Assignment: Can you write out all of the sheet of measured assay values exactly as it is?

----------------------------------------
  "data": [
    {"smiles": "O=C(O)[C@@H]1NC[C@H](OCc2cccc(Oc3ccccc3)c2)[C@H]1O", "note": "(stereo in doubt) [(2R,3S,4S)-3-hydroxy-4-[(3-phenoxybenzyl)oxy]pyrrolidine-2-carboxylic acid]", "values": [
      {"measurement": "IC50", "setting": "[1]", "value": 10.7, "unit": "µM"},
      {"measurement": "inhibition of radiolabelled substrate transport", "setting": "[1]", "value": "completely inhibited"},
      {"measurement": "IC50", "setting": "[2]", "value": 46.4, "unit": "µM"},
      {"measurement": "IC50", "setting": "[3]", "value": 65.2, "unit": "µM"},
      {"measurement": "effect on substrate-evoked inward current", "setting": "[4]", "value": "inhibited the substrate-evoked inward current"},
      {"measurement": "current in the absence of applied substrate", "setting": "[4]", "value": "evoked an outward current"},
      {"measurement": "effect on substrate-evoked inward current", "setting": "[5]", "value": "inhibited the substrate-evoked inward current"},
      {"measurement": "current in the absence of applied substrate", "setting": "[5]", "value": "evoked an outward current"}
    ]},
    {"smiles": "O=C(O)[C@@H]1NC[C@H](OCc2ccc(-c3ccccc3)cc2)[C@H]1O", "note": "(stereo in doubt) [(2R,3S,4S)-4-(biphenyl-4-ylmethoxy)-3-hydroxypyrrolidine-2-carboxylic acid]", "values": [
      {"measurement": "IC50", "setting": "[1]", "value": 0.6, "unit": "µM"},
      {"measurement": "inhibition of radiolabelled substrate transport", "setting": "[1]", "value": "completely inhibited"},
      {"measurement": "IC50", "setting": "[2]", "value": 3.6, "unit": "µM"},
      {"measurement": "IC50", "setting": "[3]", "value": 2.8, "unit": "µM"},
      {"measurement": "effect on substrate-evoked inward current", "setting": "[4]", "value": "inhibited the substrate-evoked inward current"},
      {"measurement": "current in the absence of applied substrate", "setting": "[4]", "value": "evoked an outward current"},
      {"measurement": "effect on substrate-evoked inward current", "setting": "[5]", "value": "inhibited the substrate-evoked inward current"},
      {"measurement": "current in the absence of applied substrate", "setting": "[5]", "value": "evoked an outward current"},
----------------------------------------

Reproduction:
  "data": [
    {"smiles": "O=C(O)[C@@H]1NC[C@H](OCc2cccc(Oc3ccccc3)c2)[C@H]1O", "note": "(stereo in doubt) [(2R,3S,4S)-3-hydroxy-4-[(3-phenoxybenzyl)oxy]pyrrolidine-2-carboxylic acid]", "values": [
      {"measurement": "IC50", "setting": "[1]", "value": 10.7, "unit": "µM"},
      {"measurement": "inhibition of radiolabelled substrate transport", "setting": "[1]", "value": "completely inhibited"},
      {"measurement": "IC50", "setting": "[2]", "value": 46.4, "unit": "µM"},
      {"measurement": "IC50", "setting": "[3]", "value": 65.2, "unit": "µM"},
      {"measurement": "effect on substrate-evoked inward current", "setting": "[4]", "value": "inhibited the substrate-evoked inward current"},
      {"measurement": "current in the absence of applied substrate", "setting": "[4]", "value": "evoked an outward current"},
      {"measurement": "effect on substrate-evoked inward current", "setting": "[5]", "value": "inhibited the substrate-evoked inward current"},
      {"measurement": "current in the absence of applied substrate", "setting": "[5]", "value": "evoked an outward current"}
    ]},
    {"smiles": "O=C(O)[C@@H]1NC[C@H](OCc2ccc(-c3ccccc3)cc2)[C@H]1O", "note": "(stereo in doubt) [(2R,3S,4S)-4-(biphenyl-4-ylmethoxy)-3-hydroxypyrrolidine-2-carboxylic acid]", "values": [
      {"measurement": "IC50", "setting": "[1]", "value": 0.6, "unit": "µM"},
      {"measurement": "inhibition of radiolabelled substrate transport", "setting": "[1]", "value": "completely inhibited"},
      {"measurement": "IC50", "setting": "[2]", "value": 3.6, "unit": "µM"},
      {"measurement": "IC50", "setting": "[3]", "value": 2.8, "unit": "µM"},
      {"measurement": "effect on substrate-evoked inward current", "setting": "[4]", "value": "inhibited the substrate-evoked inward current"},
      {"measurement": "current in the absence of applied substrate", "setting": "[4]", "value": "evoked an outward current"},
      {"measurement": "effect on substrate-evoked inward current", "setting": "[5]", "value": "inhibited the substrate-evoked inward current"},
      {"measurement": "current in the absence of applied substrate", "setting": "[5]", "value": "evoked an outward current"},